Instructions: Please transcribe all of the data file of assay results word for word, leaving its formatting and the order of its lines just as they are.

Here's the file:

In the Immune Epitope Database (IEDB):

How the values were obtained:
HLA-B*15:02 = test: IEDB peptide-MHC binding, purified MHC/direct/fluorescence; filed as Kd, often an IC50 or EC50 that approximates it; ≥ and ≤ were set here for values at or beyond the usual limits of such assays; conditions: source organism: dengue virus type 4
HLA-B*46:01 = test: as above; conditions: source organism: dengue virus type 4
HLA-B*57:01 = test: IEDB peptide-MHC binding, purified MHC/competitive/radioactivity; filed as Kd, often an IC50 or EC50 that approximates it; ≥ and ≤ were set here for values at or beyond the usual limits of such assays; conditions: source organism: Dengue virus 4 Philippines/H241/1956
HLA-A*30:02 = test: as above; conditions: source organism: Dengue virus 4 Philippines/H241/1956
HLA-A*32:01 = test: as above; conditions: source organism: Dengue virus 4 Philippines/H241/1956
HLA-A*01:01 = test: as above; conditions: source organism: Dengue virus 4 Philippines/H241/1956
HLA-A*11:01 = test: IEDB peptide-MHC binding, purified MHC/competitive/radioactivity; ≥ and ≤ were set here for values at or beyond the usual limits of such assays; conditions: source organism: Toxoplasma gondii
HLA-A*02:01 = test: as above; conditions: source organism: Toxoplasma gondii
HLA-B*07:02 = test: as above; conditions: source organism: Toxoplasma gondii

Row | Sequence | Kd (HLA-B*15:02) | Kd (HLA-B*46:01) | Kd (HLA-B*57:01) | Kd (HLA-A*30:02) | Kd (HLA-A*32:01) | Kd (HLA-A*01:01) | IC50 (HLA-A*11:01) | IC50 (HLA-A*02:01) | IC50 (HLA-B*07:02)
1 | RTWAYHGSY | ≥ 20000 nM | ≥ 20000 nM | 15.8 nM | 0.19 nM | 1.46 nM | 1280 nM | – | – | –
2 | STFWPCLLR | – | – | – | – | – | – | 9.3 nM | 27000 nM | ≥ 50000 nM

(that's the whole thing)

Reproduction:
In the Immune Epitope Database (IEDB):

How the values were obtained:
HLA-B*15:02 = test: IEDB peptide-MHC binding, purified MHC/direct/fluorescence; filed as Kd, often an IC50 or EC50 that approximates it; ≥ and ≤ were set here for values at or beyond the usual limits of such assays; conditions: source organism: dengue virus type 4
HLA-B*46:01 = test: as above; conditions: source organism: dengue virus type 4
HLA-B*57:01 = test: IEDB peptide-MHC binding, purified MHC/competitive/radioactivity; filed as Kd, often an IC50 or EC50 that approximates it; ≥ and ≤ were set here for values at or beyond the usual limits of such assays; conditions: source organism: Dengue virus 4 Philippines/H241/1956
HLA-A*30:02 = test: as above; conditions: source organism: Dengue virus 4 Philippines/H241/1956
HLA-A*32:01 = test: as above; conditions: source organism: Dengue virus 4 Philippines/H241/1956
HLA-A*01:01 = test: as above; conditions: source organism: Dengue virus 4 Philippines/H241/1956
HLA-A*11:01 = test: IEDB peptide-MHC binding, purified MHC/competitive/radioactivity; ≥ and ≤ were set here for values at or beyond the usual limits of such assays; conditions: source organism: Toxoplasma gondii
HLA-A*02:01 = test: as above; conditions: source organism: Toxoplasma gondii
HLA-B*07:02 = test: as above; conditions: source organism: Toxoplasma gondii

Row | Sequence | Kd (HLA-B*15:02) | Kd (HLA-B*46:01) | Kd (HLA-B*57:01) | Kd (HLA-A*30:02) | Kd (HLA-A*32:01) | Kd (HLA-A*01:01) | IC50 (HLA-A*11:01) | IC50 (HLA-A*02:01) | IC50 (HLA-B*07:02)
1 | RTWAYHGSY | ≥ 20000 nM | ≥ 20000 nM | 15.8 nM | 0.19 nM | 1.46 nM | 1280 nM | – | – | –
2 | STFWPCLLR | – | – | – | – | – | – | 9.3 nM | 27000 nM | ≥ 50000 nM